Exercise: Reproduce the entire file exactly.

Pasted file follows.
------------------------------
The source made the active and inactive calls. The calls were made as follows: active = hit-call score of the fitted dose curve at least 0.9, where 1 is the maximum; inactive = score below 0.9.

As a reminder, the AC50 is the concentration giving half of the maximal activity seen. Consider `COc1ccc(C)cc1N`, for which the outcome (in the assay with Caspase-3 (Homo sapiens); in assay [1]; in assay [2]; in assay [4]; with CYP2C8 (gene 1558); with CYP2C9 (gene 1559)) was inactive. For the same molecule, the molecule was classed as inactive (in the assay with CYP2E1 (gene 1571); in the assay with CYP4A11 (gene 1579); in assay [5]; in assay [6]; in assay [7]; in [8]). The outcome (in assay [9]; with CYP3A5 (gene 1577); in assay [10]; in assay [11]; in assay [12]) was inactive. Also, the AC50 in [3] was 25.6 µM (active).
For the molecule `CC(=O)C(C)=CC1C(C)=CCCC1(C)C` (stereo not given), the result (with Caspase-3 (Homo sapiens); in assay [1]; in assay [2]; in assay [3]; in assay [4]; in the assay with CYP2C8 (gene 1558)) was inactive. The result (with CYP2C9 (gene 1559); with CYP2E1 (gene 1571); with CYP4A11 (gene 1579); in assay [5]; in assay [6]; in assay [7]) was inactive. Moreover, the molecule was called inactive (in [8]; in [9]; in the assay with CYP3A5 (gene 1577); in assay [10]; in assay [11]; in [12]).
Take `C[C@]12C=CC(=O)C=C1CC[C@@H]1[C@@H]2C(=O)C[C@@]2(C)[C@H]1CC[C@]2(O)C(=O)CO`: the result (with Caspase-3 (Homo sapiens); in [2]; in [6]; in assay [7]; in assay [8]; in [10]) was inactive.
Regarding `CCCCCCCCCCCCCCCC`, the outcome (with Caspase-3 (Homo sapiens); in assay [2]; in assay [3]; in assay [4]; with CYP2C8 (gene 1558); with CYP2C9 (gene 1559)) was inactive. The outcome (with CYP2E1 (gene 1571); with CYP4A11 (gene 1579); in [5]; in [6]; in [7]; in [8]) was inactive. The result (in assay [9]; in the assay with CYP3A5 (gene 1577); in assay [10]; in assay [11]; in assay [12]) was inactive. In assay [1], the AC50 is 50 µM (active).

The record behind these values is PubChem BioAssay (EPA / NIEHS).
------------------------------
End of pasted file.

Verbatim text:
The source made the active and inactive calls. The calls were made as follows: active = hit-call score of the fitted dose curve at least 0.9, where 1 is the maximum; inactive = score below 0.9.

As a reminder, the AC50 is the concentration giving half of the maximal activity seen. Consider `COc1ccc(C)cc1N`, for which the outcome (in the assay with Caspase-3 (Homo sapiens); in assay [1]; in assay [2]; in assay [4]; with CYP2C8 (gene 1558); with CYP2C9 (gene 1559)) was inactive. For the same molecule, the molecule was classed as inactive (in the assay with CYP2E1 (gene 1571); in the assay with CYP4A11 (gene 1579); in assay [5]; in assay [6]; in assay [7]; in [8]). The outcome (in assay [9]; with CYP3A5 (gene 1577); in assay [10]; in assay [11]; in assay [12]) was inactive. Also, the AC50 in [3] was 25.6 µM (active).
For the molecule `CC(=O)C(C)=CC1C(C)=CCCC1(C)C` (stereo not given), the result (with Caspase-3 (Homo sapiens); in assay [1]; in assay [2]; in assay [3]; in assay [4]; in the assay with CYP2C8 (gene 1558)) was inactive. The result (with CYP2C9 (gene 1559); with CYP2E1 (gene 1571); with CYP4A11 (gene 1579); in assay [5]; in assay [6]; in assay [7]) was inactive. Moreover, the molecule was called inactive (in [8]; in [9]; in the assay with CYP3A5 (gene 1577); in assay [10]; in assay [11]; in [12]).
Take `C[C@]12C=CC(=O)C=C1CC[C@@H]1[C@@H]2C(=O)C[C@@]2(C)[C@H]1CC[C@]2(O)C(=O)CO`: the result (with Caspase-3 (Homo sapiens); in [2]; in [6]; in assay [7]; in assay [8]; in [10]) was inactive.
Regarding `CCCCCCCCCCCCCCCC`, the outcome (with Caspase-3 (Homo sapiens); in assay [2]; in assay [3]; in assay [4]; with CYP2C8 (gene 1558); with CYP2C9 (gene 1559)) was inactive. The outcome (with CYP2E1 (gene 1571); with CYP4A11 (gene 1579); in [5]; in [6]; in [7]; in [8]) was inactive. The result (in assay [9]; in the assay with CYP3A5 (gene 1577); in assay [10]; in assay [11]; in assay [12]) was inactive. In assay [1], the AC50 is 50 µM (active).

The record behind these values is PubChem BioAssay (EPA / NIEHS).